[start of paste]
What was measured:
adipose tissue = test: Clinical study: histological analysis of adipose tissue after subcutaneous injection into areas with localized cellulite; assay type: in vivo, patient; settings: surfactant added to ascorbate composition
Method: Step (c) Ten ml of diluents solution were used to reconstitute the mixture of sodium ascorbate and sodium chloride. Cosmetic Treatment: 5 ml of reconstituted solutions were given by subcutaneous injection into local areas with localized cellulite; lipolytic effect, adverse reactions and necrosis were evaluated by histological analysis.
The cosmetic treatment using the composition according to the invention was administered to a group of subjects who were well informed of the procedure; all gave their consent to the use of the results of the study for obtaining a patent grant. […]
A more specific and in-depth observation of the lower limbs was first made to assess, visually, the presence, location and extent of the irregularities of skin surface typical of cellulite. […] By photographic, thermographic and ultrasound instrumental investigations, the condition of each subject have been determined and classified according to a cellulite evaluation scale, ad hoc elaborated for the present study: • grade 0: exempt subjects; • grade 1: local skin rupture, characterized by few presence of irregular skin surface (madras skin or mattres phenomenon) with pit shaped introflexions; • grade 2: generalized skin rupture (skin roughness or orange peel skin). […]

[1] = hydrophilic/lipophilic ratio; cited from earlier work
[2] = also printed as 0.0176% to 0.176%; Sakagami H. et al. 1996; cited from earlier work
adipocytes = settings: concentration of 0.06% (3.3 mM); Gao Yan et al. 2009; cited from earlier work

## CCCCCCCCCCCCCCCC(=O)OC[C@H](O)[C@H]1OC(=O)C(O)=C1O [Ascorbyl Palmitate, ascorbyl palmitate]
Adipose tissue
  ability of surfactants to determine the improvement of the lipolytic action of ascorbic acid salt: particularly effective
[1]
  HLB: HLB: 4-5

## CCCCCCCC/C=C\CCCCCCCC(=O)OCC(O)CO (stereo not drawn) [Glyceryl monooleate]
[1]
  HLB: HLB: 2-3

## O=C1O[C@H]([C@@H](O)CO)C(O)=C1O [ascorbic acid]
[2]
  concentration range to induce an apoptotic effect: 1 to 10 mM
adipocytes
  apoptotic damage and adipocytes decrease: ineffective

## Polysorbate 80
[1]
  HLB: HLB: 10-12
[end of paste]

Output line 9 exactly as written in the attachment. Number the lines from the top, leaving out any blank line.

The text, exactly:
## CCCCCCCCCCCCCCCC(=O)OC[C@H](O)[C@H]1OC(=O)C(O)=C1O [Ascorbyl Palmitate, ascorbyl palmitate]